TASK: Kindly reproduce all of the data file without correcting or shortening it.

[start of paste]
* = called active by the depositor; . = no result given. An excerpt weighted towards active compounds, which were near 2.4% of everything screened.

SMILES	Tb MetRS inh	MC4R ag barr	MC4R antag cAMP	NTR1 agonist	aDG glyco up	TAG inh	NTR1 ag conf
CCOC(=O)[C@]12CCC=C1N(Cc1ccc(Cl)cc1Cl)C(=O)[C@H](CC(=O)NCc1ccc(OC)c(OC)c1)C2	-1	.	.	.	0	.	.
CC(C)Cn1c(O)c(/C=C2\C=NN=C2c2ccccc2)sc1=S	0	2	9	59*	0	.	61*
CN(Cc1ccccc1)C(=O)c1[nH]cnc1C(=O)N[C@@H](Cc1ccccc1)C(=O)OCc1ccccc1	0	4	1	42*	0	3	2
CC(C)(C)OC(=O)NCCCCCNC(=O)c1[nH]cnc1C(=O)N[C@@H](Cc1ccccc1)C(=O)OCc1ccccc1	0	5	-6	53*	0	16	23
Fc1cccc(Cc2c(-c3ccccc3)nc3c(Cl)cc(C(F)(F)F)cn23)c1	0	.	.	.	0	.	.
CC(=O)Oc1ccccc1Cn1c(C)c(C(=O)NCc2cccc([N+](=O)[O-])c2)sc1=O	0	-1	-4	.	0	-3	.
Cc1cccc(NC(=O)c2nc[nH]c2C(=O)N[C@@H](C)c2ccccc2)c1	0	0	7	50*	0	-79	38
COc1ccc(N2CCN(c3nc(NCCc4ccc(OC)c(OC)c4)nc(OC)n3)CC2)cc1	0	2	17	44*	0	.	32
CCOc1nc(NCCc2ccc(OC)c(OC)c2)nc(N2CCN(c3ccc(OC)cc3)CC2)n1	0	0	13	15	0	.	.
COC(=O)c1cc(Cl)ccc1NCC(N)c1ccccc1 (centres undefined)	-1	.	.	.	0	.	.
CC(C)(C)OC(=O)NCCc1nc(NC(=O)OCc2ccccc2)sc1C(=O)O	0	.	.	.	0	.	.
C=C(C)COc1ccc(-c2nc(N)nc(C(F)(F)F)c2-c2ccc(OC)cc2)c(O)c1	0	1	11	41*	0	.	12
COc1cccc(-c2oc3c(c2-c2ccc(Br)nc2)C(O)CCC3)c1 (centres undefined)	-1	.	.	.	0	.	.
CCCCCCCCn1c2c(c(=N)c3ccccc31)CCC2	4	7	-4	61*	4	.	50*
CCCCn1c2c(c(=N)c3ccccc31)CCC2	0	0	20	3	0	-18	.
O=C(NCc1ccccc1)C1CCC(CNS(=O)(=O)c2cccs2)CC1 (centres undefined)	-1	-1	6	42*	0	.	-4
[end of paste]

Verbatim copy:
* = called active by the depositor; . = no result given. An excerpt weighted towards active compounds, which were near 2.4% of everything screened.

SMILES	Tb MetRS inh	MC4R ag barr	MC4R antag cAMP	NTR1 agonist	aDG glyco up	TAG inh	NTR1 ag conf
CCOC(=O)[C@]12CCC=C1N(Cc1ccc(Cl)cc1Cl)C(=O)[C@H](CC(=O)NCc1ccc(OC)c(OC)c1)C2	-1	.	.	.	0	.	.
CC(C)Cn1c(O)c(/C=C2\C=NN=C2c2ccccc2)sc1=S	0	2	9	59*	0	.	61*
CN(Cc1ccccc1)C(=O)c1[nH]cnc1C(=O)N[C@@H](Cc1ccccc1)C(=O)OCc1ccccc1	0	4	1	42*	0	3	2
CC(C)(C)OC(=O)NCCCCCNC(=O)c1[nH]cnc1C(=O)N[C@@H](Cc1ccccc1)C(=O)OCc1ccccc1	0	5	-6	53*	0	16	23
Fc1cccc(Cc2c(-c3ccccc3)nc3c(Cl)cc(C(F)(F)F)cn23)c1	0	.	.	.	0	.	.
CC(=O)Oc1ccccc1Cn1c(C)c(C(=O)NCc2cccc([N+](=O)[O-])c2)sc1=O	0	-1	-4	.	0	-3	.
Cc1cccc(NC(=O)c2nc[nH]c2C(=O)N[C@@H](C)c2ccccc2)c1	0	0	7	50*	0	-79	38
COc1ccc(N2CCN(c3nc(NCCc4ccc(OC)c(OC)c4)nc(OC)n3)CC2)cc1	0	2	17	44*	0	.	32
CCOc1nc(NCCc2ccc(OC)c(OC)c2)nc(N2CCN(c3ccc(OC)cc3)CC2)n1	0	0	13	15	0	.	.
COC(=O)c1cc(Cl)ccc1NCC(N)c1ccccc1 (centres undefined)	-1	.	.	.	0	.	.
CC(C)(C)OC(=O)NCCc1nc(NC(=O)OCc2ccccc2)sc1C(=O)O	0	.	.	.	0	.	.
C=C(C)COc1ccc(-c2nc(N)nc(C(F)(F)F)c2-c2ccc(OC)cc2)c(O)c1	0	1	11	41*	0	.	12
COc1cccc(-c2oc3c(c2-c2ccc(Br)nc2)C(O)CCC3)c1 (centres undefined)	-1	.	.	.	0	.	.
CCCCCCCCn1c2c(c(=N)c3ccccc31)CCC2	4	7	-4	61*	4	.	50*
CCCCn1c2c(c(=N)c3ccccc31)CCC2	0	0	20	3	0	-18	.
O=C(NCc1ccccc1)C1CCC(CNS(=O)(=O)c2cccs2)CC1 (centres undefined)	-1	-1	6	42*	0	.	-4